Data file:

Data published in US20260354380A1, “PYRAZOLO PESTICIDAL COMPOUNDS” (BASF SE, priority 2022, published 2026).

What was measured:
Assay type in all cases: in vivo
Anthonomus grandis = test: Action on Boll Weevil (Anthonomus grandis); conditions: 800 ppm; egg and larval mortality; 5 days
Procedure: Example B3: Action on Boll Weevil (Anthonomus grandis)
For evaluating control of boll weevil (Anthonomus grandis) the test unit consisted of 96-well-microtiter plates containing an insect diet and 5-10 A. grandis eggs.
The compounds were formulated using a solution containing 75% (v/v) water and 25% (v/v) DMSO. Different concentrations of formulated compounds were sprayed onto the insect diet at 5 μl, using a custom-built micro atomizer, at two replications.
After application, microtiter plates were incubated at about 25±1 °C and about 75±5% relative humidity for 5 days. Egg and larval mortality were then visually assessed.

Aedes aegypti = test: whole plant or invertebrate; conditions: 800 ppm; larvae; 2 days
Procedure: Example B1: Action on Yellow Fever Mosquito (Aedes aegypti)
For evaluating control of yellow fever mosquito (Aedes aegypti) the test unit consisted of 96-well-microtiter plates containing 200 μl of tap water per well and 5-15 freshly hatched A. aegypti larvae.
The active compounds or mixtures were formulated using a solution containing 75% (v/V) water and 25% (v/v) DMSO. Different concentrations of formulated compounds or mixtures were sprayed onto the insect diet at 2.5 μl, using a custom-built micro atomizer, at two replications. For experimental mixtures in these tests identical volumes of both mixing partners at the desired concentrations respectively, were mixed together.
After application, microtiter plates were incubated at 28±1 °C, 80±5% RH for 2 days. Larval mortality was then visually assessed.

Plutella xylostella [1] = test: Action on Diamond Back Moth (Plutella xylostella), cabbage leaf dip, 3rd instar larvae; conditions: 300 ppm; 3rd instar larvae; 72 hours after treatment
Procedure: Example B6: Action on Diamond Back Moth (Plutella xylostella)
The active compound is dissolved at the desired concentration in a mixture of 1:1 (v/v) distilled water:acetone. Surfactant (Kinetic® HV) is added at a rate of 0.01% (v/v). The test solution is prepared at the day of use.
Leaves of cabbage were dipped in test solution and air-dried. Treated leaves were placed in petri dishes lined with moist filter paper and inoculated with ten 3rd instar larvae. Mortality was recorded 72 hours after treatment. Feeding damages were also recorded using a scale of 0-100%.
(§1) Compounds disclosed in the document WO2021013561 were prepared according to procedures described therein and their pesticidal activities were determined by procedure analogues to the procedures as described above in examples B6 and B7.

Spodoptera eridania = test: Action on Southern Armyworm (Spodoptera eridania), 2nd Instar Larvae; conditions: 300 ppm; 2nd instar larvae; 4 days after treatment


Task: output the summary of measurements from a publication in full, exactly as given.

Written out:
Data published in US20260354380A1, “PYRAZOLO PESTICIDAL COMPOUNDS” (BASF SE, priority 2022, published 2026).

What was measured:
Assay type in all cases: in vivo
Anthonomus grandis = test: Action on Boll Weevil (Anthonomus grandis); conditions: 800 ppm; egg and larval mortality; 5 days
Procedure: Example B3: Action on Boll Weevil (Anthonomus grandis)
For evaluating control of boll weevil (Anthonomus grandis) the test unit consisted of 96-well-microtiter plates containing an insect diet and 5-10 A. grandis eggs.
The compounds were formulated using a solution containing 75% (v/v) water and 25% (v/v) DMSO. Different concentrations of formulated compounds were sprayed onto the insect diet at 5 μl, using a custom-built micro atomizer, at two replications.
After application, microtiter plates were incubated at about 25±1 °C and about 75±5% relative humidity for 5 days. Egg and larval mortality were then visually assessed.

Aedes aegypti = test: whole plant or invertebrate; conditions: 800 ppm; larvae; 2 days
Procedure: Example B1: Action on Yellow Fever Mosquito (Aedes aegypti)
For evaluating control of yellow fever mosquito (Aedes aegypti) the test unit consisted of 96-well-microtiter plates containing 200 μl of tap water per well and 5-15 freshly hatched A. aegypti larvae.
The active compounds or mixtures were formulated using a solution containing 75% (v/V) water and 25% (v/v) DMSO. Different concentrations of formulated compounds or mixtures were sprayed onto the insect diet at 2.5 μl, using a custom-built micro atomizer, at two replications. For experimental mixtures in these tests identical volumes of both mixing partners at the desired concentrations respectively, were mixed together.
After application, microtiter plates were incubated at 28±1 °C, 80±5% RH for 2 days. Larval mortality was then visually assessed.

Plutella xylostella [1] = test: Action on Diamond Back Moth (Plutella xylostella), cabbage leaf dip, 3rd instar larvae; conditions: 300 ppm; 3rd instar larvae; 72 hours after treatment
Procedure: Example B6: Action on Diamond Back Moth (Plutella xylostella)
The active compound is dissolved at the desired concentration in a mixture of 1:1 (v/v) distilled water:acetone. Surfactant (Kinetic® HV) is added at a rate of 0.01% (v/v). The test solution is prepared at the day of use.
Leaves of cabbage were dipped in test solution and air-dried. Treated leaves were placed in petri dishes lined with moist filter paper and inoculated with ten 3rd instar larvae. Mortality was recorded 72 hours after treatment. Feeding damages were also recorded using a scale of 0-100%.
(§1) Compounds disclosed in the document WO2021013561 were prepared according to procedures described therein and their pesticidal activities were determined by procedure analogues to the procedures as described above in examples B6 and B7.

Spodoptera eridania = test: Action on Southern Armyworm (Spodoptera eridania), 2nd Instar Larvae; conditions: 300 ppm; 2nd instar larvae; 4 days after treatment